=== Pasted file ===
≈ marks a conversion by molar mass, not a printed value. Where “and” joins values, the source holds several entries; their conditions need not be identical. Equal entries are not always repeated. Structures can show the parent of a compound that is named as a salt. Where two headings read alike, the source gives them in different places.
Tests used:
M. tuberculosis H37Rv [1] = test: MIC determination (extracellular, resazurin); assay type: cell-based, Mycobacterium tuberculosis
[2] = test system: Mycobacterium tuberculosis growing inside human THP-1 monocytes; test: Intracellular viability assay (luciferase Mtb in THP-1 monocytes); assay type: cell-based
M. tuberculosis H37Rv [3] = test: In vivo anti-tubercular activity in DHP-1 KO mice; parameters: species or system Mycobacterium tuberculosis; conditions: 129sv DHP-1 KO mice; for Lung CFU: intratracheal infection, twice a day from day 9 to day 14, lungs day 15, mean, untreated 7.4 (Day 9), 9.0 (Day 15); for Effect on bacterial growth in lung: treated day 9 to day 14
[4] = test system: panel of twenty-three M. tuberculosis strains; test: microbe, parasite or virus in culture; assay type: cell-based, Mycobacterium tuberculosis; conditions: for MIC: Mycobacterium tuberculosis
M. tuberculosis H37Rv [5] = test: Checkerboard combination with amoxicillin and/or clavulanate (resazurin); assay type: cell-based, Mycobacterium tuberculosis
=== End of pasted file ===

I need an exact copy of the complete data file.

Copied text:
≈ marks a conversion by molar mass, not a printed value. Where “and” joins values, the source holds several entries; their conditions need not be identical. Equal entries are not always repeated. Structures can show the parent of a compound that is named as a salt. Where two headings read alike, the source gives them in different places.
Tests used:
M. tuberculosis H37Rv [1] = test: MIC determination (extracellular, resazurin); assay type: cell-based, Mycobacterium tuberculosis
[2] = test system: Mycobacterium tuberculosis growing inside human THP-1 monocytes; test: Intracellular viability assay (luciferase Mtb in THP-1 monocytes); assay type: cell-based
M. tuberculosis H37Rv [3] = test: In vivo anti-tubercular activity in DHP-1 KO mice; parameters: species or system Mycobacterium tuberculosis; conditions: 129sv DHP-1 KO mice; for Lung CFU: intratracheal infection, twice a day from day 9 to day 14, lungs day 15, mean, untreated 7.4 (Day 9), 9.0 (Day 15); for Effect on bacterial growth in lung: treated day 9 to day 14
[4] = test system: panel of twenty-three M. tuberculosis strains; test: microbe, parasite or virus in culture; assay type: cell-based, Mycobacterium tuberculosis; conditions: for MIC: Mycobacterium tuberculosis
M. tuberculosis H37Rv [5] = test: Checkerboard combination with amoxicillin and/or clavulanate (resazurin); assay type: cell-based, Mycobacterium tuberculosis